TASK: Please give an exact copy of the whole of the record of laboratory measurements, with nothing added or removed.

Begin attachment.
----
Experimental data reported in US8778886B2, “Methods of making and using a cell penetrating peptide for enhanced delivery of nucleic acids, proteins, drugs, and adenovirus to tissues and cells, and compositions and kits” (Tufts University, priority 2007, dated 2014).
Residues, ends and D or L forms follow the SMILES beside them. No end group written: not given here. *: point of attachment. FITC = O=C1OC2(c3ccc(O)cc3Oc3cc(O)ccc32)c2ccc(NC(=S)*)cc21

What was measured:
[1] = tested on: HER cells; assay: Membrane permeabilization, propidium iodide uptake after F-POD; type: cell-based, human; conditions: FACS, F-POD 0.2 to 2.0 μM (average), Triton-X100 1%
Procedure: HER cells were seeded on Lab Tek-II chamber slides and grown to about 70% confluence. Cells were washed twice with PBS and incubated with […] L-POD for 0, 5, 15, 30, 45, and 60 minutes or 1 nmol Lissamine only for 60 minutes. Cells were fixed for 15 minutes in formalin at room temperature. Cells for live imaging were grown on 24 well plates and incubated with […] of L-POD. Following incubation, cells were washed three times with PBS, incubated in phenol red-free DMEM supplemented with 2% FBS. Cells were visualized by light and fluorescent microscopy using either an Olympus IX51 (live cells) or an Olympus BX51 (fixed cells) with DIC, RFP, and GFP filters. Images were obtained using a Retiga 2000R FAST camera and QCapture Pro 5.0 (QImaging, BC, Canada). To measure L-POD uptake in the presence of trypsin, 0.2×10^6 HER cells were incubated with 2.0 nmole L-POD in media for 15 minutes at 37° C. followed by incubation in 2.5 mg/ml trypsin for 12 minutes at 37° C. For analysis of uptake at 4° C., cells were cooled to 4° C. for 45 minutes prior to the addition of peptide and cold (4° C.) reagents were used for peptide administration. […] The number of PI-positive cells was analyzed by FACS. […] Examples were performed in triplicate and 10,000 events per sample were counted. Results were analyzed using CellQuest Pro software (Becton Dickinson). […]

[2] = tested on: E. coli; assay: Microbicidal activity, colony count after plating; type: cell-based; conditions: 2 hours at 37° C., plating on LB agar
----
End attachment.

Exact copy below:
Experimental data reported in US8778886B2, “Methods of making and using a cell penetrating peptide for enhanced delivery of nucleic acids, proteins, drugs, and adenovirus to tissues and cells, and compositions and kits” (Tufts University, priority 2007, dated 2014).
Residues, ends and D or L forms follow the SMILES beside them. No end group written: not given here. *: point of attachment. FITC = O=C1OC2(c3ccc(O)cc3Oc3cc(O)ccc32)c2ccc(NC(=S)*)cc21

What was measured:
[1] = tested on: HER cells; assay: Membrane permeabilization, propidium iodide uptake after F-POD; type: cell-based, human; conditions: FACS, F-POD 0.2 to 2.0 μM (average), Triton-X100 1%
Procedure: HER cells were seeded on Lab Tek-II chamber slides and grown to about 70% confluence. Cells were washed twice with PBS and incubated with […] L-POD for 0, 5, 15, 30, 45, and 60 minutes or 1 nmol Lissamine only for 60 minutes. Cells were fixed for 15 minutes in formalin at room temperature. Cells for live imaging were grown on 24 well plates and incubated with […] of L-POD. Following incubation, cells were washed three times with PBS, incubated in phenol red-free DMEM supplemented with 2% FBS. Cells were visualized by light and fluorescent microscopy using either an Olympus IX51 (live cells) or an Olympus BX51 (fixed cells) with DIC, RFP, and GFP filters. Images were obtained using a Retiga 2000R FAST camera and QCapture Pro 5.0 (QImaging, BC, Canada). To measure L-POD uptake in the presence of trypsin, 0.2×10^6 HER cells were incubated with 2.0 nmole L-POD in media for 15 minutes at 37° C. followed by incubation in 2.5 mg/ml trypsin for 12 minutes at 37° C. For analysis of uptake at 4° C., cells were cooled to 4° C. for 45 minutes prior to the addition of peptide and cold (4° C.) reagents were used for peptide administration. […] The number of PI-positive cells was analyzed by FACS. […] Examples were performed in triplicate and 10,000 events per sample were counted. Results were analyzed using CellQuest Pro software (Becton Dickinson). […]

[2] = tested on: E. coli; assay: Microbicidal activity, colony count after plating; type: cell-based; conditions: 2 hours at 37° C., plating on LB agar